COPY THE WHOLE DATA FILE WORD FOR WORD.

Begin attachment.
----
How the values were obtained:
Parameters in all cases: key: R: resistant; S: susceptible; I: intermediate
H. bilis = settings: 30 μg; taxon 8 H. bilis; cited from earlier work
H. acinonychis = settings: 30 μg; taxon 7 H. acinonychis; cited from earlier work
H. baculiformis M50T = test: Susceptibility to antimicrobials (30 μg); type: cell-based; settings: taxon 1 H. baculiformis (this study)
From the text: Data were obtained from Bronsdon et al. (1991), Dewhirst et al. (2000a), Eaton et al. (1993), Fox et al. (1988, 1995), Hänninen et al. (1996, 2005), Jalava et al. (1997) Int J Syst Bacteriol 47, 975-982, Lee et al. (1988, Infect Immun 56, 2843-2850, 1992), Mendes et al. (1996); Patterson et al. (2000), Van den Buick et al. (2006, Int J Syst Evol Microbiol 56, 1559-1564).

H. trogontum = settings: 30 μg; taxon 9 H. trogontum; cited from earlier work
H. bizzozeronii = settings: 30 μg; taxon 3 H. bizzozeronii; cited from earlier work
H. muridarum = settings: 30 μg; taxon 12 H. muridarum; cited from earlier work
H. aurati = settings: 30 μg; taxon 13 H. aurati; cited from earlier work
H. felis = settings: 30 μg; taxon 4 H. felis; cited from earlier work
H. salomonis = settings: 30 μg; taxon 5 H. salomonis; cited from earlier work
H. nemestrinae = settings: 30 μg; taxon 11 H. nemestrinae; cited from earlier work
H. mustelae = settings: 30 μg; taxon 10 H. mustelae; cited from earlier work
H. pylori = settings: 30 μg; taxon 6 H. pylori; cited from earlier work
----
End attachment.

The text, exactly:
How the values were obtained:
Parameters in all cases: key: R: resistant; S: susceptible; I: intermediate
H. bilis = settings: 30 μg; taxon 8 H. bilis; cited from earlier work
H. acinonychis = settings: 30 μg; taxon 7 H. acinonychis; cited from earlier work
H. baculiformis M50T = test: Susceptibility to antimicrobials (30 μg); type: cell-based; settings: taxon 1 H. baculiformis (this study)
From the text: Data were obtained from Bronsdon et al. (1991), Dewhirst et al. (2000a), Eaton et al. (1993), Fox et al. (1988, 1995), Hänninen et al. (1996, 2005), Jalava et al. (1997) Int J Syst Bacteriol 47, 975-982, Lee et al. (1988, Infect Immun 56, 2843-2850, 1992), Mendes et al. (1996); Patterson et al. (2000), Van den Buick et al. (2006, Int J Syst Evol Microbiol 56, 1559-1564).

H. trogontum = settings: 30 μg; taxon 9 H. trogontum; cited from earlier work
H. bizzozeronii = settings: 30 μg; taxon 3 H. bizzozeronii; cited from earlier work
H. muridarum = settings: 30 μg; taxon 12 H. muridarum; cited from earlier work
H. aurati = settings: 30 μg; taxon 13 H. aurati; cited from earlier work
H. felis = settings: 30 μg; taxon 4 H. felis; cited from earlier work
H. salomonis = settings: 30 μg; taxon 5 H. salomonis; cited from earlier work
H. nemestrinae = settings: 30 μg; taxon 11 H. nemestrinae; cited from earlier work
H. mustelae = settings: 30 μg; taxon 10 H. mustelae; cited from earlier work
H. pylori = settings: 30 μg; taxon 6 H. pylori; cited from earlier work